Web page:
Homo-Hating On The Left And On The Right

Tom at Just One Minute takes note of the supposed lack of reaction to Howard Dean’s flirtation with homophobia:

I have every intention of keeping this incident in mind when, as the months and years unfold, folks on the right are asked to endure diatribes about our homophobia and pandering on this issue. The silence greeting Dean tells me all I need to know about the left blogosphere’s real commitment to this issue.

Yes, because lefty bloggers condemning Dean are just sooooo hard to find.

Frankly, I’ve condemned Democrats for insufficient support of queers any number of times. Tom, just to make sure you’re not a partisan hack – could you link to a couple of examples of you criticizing Republican queer-bashing? Or is it only something you comment on when Democrats do it?

But what I really object to in Tom’s post is his endorsement of moral equivalence. (Damn, it’s fun to say that to a conservative!) Yes, it’s sickening that Dean is coming out against legal equality on the 700 club. I condemn his words, his acts, and his lousy character. But I don’t imagine that what Dean did is the moral equivalent of proposing to amend the friggin’ Constitution to ward off legal equality.

Not to mention the many anti-queer ballot measures and laws proposed and all-too-often passed around the country: laws which bar lesbians and gays from things like protection from being fired for being queer, or which forbid them from adopting, or which threaten queer teachers’ jobs.

I’m against people punching other people. I’m also against people attacking other people with guns. But I can be against both without having to pretend that shooting someone is no worse than punching.

Many democrats are lousy for queers, leeches with a hand in every queer wallet who crawl away from every queer fight. But that doesn’t justify a false moral equivalency. Bad as the Dems are, the Republicans – the people who write and support every damn anti-queer law in the country, and who agitate for votes by spreading every vicious anti-queer bigotry they can think of – are far worse.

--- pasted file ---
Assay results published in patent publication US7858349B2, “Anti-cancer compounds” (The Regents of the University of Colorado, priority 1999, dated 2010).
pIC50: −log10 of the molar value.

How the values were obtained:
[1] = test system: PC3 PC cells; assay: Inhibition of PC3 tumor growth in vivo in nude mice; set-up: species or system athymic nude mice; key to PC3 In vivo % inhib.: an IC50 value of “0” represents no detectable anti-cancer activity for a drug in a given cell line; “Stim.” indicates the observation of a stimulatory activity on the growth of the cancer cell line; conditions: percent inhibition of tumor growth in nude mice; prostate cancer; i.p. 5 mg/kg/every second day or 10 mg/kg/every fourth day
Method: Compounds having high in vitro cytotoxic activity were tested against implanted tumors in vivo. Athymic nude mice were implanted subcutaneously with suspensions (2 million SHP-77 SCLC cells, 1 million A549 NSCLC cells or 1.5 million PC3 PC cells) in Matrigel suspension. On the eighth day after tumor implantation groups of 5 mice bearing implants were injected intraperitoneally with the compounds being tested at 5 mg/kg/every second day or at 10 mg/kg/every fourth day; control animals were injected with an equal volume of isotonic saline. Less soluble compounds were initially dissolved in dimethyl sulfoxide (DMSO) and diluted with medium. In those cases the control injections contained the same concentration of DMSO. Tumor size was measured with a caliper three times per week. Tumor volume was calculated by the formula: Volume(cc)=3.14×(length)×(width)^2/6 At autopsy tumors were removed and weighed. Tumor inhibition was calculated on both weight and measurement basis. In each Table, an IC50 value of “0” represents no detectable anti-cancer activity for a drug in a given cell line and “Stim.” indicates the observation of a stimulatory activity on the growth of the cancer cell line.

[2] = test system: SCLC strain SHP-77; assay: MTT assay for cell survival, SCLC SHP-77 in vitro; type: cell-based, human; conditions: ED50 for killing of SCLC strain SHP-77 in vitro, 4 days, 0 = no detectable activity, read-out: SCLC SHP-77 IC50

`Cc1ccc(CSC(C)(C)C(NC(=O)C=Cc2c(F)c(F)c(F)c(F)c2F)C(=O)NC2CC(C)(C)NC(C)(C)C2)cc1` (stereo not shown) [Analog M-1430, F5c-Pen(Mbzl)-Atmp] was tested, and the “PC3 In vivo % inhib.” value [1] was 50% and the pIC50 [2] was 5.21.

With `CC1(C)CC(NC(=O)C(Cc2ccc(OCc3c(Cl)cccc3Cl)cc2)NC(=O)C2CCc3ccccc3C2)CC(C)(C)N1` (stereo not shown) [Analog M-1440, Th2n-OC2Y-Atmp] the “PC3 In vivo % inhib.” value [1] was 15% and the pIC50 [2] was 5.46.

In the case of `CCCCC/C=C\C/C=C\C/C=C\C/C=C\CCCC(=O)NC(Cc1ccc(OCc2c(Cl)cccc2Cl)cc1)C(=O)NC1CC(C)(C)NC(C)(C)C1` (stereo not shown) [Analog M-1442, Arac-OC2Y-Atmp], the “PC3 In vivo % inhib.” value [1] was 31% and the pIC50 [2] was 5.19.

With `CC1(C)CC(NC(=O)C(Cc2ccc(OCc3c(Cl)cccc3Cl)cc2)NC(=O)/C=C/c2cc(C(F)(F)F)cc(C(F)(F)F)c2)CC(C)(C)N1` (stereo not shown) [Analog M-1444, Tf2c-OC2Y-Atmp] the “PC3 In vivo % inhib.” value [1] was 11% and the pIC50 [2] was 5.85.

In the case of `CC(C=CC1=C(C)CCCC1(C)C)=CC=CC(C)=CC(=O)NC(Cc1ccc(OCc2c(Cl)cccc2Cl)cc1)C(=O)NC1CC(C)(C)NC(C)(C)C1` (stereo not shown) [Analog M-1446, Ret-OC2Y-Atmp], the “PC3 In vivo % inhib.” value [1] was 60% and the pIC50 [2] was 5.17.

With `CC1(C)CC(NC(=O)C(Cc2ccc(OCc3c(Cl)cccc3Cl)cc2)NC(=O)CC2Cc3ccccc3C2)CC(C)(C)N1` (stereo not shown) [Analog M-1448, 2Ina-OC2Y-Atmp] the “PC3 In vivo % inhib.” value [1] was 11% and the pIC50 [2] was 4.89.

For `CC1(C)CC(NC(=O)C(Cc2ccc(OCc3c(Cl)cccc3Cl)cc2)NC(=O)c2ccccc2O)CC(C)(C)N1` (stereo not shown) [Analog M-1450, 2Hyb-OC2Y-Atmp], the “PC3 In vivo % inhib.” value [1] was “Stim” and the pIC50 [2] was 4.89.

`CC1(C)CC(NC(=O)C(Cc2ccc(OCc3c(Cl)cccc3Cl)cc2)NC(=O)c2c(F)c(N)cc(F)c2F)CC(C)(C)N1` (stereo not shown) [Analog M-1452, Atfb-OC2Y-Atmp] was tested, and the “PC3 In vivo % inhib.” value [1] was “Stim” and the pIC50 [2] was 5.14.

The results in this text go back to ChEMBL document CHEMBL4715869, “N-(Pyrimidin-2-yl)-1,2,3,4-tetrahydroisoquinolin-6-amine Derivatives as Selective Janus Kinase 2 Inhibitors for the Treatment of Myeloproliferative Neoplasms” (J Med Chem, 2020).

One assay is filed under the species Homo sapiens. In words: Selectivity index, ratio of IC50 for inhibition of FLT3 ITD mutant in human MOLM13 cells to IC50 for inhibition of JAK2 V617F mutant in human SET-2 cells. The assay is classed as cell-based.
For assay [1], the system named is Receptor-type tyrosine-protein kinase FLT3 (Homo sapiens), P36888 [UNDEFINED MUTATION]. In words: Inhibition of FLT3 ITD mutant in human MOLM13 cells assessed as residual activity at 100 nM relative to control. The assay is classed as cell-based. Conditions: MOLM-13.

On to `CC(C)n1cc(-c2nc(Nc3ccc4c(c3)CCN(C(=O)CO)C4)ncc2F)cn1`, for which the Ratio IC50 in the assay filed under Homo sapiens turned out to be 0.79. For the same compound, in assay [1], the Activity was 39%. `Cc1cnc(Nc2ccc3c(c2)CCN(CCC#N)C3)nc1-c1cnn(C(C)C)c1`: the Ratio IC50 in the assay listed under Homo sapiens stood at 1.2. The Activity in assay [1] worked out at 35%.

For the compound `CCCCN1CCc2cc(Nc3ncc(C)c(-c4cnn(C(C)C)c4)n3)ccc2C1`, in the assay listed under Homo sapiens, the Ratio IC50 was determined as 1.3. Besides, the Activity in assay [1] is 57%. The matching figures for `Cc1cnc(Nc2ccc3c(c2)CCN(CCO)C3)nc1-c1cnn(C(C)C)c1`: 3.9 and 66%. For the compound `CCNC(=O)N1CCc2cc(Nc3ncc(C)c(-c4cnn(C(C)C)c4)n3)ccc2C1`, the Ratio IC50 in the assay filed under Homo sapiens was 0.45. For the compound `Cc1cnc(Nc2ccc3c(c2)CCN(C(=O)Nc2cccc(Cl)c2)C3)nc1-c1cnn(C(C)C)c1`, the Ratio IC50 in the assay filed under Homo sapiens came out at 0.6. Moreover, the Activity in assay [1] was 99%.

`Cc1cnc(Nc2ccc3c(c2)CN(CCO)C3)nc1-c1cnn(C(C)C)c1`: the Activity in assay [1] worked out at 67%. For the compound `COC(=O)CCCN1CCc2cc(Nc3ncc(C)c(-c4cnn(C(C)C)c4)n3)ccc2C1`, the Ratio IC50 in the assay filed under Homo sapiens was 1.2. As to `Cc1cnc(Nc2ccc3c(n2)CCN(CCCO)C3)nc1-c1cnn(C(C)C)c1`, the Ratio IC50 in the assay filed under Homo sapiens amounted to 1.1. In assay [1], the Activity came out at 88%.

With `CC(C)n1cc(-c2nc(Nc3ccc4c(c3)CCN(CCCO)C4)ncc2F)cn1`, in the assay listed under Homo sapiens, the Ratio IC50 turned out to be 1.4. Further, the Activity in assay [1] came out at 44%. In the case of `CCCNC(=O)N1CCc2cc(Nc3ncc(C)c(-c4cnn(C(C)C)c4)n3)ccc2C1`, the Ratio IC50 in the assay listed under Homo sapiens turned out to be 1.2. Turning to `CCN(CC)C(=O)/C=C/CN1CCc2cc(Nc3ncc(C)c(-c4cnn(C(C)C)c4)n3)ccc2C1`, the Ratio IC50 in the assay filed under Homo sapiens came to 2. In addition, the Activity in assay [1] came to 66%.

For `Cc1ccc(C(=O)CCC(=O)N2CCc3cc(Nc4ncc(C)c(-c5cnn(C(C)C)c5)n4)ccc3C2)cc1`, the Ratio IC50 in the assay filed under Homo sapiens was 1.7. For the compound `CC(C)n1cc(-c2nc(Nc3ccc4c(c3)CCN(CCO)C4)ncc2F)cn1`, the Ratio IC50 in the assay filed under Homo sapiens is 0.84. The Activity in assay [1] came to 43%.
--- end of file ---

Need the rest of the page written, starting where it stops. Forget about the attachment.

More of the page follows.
Tom’s attitude, at least as expressed in this one post, is total partisan hackery. “Howard Dean sucks from a queer rights perspective; therefore I can ignore all criticism of the bigotry in my own party.” That’s garbage, Tom. Bigotry is wrong because it’s immoral, not because it gives one side or the other a partisan advantage. Either you’re against bigotry, or your silence enables it.

At the least, if you choose not to oppose the bigots in your own party, please spare us the whining when you get criticized for your choice.

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39 Responses to Homo-Hating On The Left And On The Right

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  3. 3
    Robert says:

    Republicans believe (broadly) that there are moral problems with homosexuality, acknowledge this, and legislate accordingly. OCTAOE.